3. Set bail and inform defendant of release conditions. G.S. 15A-411(e). See related entries on Pretrial Release
    4. A magistrate may appoint counsel for a non-capital charge, if the magistrate is so authorized by the chief district court judge. G.S. 7A-146(11); 7A-292(15).

First Appearance Overview

  1. When to Hold It
    A first appearance must be held before a district court judge or, if unavailable, before a superior court clerk (or a magistrate, if the clerk is also unavailable), within 72 hours from the time that the defendant was taken into custody or at the first regular session of district court held in the county, whichever occurs first. G.S. 15A-601(c), (e) (effective December 1, 2021; prior to this date, the time limit was 96 hours and magistrates were not authorized to conduct a first appearance). The 72-hour time limitation does not apply if the defendant has been released from custody or was never taken into custody. G.S. 15A-601(c).
  2. Basic Requirements/Procedure
    1. Waiver of first appearance. G.S. 15A-601(d). Note that defendant may not actually “waive” a first appearance, but the defendant need not personally appear if represented by counsel at the hearing. G.S. 15A-601(d).
    2. Judge must warn defendant of right against self-incrimination. G.S. 15A-602.
    3. Judge must assure defendant’s right to counsel. G.S. 15A-603, 15A-606(e), and 15A-1242.
    4. Judge must examine charge, inform defendant of charge, and provide defendant with copy of charge. G.S. 15A-605.
    5. Judge must notify prosecutor if charge is improper or defective. G.S. 15A-604.
    6. Judge must set or review pretrial release conditions. G.S. 15A-605(3); G.S. 15A-531 through 536.
    7. Scheduling of probable cause hearing. G.S. 15A-606. Judge must schedule the hearing not sooner than five working days following first appearance (unless defendant and prosecutor consent to earlier scheduling) and not later than 15 working days following first appearance (unless no session of district court is scheduled in the county within that time, in which case judge must schedule the hearing for the first day of the next session). Judge must schedule a probable cause hearing unless defendant in writing waives his or her right to such hearing, with the written consent of his or her attorney, in which case the judge must transfer case to superior court. If a true bill of indictment is returned by the grand jury before the probable cause hearing takes place, then no hearing is required. See State v. Lester, 294 N.C. 220 (1978).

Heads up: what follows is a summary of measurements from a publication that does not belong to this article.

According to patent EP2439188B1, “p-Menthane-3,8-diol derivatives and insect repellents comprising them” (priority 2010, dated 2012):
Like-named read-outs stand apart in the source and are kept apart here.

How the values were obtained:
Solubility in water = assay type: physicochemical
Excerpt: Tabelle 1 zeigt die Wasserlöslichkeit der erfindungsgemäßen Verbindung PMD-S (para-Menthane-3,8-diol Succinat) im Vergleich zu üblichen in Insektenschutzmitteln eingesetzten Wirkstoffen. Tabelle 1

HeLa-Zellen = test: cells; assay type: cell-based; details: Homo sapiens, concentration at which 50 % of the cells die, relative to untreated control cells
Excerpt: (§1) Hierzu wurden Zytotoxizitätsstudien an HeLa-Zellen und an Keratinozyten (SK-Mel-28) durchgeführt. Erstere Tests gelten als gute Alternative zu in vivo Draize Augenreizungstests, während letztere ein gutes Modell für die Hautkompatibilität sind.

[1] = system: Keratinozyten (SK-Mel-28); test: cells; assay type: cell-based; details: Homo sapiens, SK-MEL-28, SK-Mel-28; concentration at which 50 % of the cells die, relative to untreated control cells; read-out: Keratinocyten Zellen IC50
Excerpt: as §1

Use of Audio and Video Transmission for First Appearance

G.S. 7A-49.6 broadly authorizes the use of audio and video transmission to conduct "all types" of court proceedings as long as the presiding judge and participants can see and hear each other, there is no objection made for good cause, the videoconferencing application used has been approved by the Administrative Office of the Courts, and the procedures "safeguard the constitutional rights of those persons involved in the proceeding and preserve the integrity of the judicial process," including preserving the defendant's right to confer confidentially with counsel and confront witnesses, if applicable. G.S. 7A-49.6 was established by S.L. 2017-47 (S.B. 255), effective June 18, 2021, which also repealed the provisions of G.S. 15A-601 that had previously limited the use of remote audio and video transmission to noncapital cases only.

Failure to Follow Initial Appearance or First Appearance Procedures

Failure to hold an initial or first appearance, or failure to follow the procedures described in G.S. 15A-501 and G.S. 15A-511 concerning conducting the initial or first appearance, does not affect the validity of a trial, unless defendant shows that his or her constitutional rights were prejudiced as a result. State v. Reynolds, 298 N.C. 380 (1979); State v. Pruitt, 42 N.C. App. 240 (1979).